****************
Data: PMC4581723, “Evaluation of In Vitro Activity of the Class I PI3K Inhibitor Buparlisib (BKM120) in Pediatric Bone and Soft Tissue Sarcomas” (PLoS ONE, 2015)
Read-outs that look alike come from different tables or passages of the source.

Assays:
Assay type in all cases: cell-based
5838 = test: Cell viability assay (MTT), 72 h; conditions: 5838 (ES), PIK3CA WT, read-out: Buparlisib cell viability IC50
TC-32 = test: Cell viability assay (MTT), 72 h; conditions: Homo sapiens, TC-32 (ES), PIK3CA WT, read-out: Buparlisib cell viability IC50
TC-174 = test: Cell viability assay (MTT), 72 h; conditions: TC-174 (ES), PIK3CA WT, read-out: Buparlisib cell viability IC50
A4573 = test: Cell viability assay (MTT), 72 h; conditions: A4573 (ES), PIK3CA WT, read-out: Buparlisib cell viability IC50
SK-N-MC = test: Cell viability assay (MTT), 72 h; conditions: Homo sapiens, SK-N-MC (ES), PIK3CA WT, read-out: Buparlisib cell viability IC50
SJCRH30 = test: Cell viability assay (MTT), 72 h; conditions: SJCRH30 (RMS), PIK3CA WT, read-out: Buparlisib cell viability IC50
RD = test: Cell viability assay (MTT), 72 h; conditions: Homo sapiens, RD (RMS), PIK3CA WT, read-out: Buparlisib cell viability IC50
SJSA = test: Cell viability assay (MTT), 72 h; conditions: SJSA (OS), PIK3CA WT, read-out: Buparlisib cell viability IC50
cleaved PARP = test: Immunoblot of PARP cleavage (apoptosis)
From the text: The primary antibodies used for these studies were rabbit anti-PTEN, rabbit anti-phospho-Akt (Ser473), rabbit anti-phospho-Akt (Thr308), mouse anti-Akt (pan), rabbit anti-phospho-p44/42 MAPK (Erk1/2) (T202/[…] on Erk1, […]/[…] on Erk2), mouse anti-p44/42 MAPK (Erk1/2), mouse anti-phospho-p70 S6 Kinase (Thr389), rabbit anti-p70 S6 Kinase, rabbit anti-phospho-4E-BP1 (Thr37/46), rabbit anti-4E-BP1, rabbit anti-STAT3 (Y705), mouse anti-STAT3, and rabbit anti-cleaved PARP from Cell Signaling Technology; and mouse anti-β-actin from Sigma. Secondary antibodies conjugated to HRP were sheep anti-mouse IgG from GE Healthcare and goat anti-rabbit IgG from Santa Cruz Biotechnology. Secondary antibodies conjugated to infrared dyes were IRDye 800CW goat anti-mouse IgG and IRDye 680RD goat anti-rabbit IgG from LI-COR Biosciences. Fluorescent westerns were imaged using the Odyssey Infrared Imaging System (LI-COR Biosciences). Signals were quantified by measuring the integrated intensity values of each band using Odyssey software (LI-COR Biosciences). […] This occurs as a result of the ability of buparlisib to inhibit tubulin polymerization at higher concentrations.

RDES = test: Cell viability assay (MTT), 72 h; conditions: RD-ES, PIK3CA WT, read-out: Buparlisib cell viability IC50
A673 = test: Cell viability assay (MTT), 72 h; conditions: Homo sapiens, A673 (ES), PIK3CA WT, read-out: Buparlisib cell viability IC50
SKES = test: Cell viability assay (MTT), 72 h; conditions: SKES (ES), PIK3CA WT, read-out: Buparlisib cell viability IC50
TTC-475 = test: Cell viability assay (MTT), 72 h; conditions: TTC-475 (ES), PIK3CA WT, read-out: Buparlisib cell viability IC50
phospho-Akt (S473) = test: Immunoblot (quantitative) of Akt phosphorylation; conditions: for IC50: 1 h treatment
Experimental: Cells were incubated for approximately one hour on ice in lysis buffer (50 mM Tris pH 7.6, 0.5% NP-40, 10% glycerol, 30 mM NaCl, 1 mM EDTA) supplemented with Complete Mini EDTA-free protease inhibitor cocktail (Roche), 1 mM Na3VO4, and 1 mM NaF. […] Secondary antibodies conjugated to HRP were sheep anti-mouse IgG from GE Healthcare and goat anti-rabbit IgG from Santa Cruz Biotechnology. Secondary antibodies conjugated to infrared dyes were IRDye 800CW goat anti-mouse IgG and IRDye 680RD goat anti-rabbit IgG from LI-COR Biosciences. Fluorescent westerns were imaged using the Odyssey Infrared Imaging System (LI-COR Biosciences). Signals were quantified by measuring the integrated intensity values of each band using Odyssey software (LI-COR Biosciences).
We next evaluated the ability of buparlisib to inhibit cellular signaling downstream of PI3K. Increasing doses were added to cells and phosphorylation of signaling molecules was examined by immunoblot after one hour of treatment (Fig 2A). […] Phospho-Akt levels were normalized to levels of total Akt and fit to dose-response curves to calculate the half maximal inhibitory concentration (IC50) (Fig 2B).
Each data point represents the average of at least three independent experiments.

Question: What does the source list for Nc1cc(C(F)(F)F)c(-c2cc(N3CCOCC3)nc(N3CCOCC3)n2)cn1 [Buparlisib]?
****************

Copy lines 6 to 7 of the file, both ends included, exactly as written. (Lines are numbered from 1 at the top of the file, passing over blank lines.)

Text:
TC-32 = test: Cell viability assay (MTT), 72 h; conditions: Homo sapiens, TC-32 (ES), PIK3CA WT, read-out: Buparlisib cell viability IC50
TC-174 = test: Cell viability assay (MTT), 72 h; conditions: TC-174 (ES), PIK3CA WT, read-out: Buparlisib cell viability IC50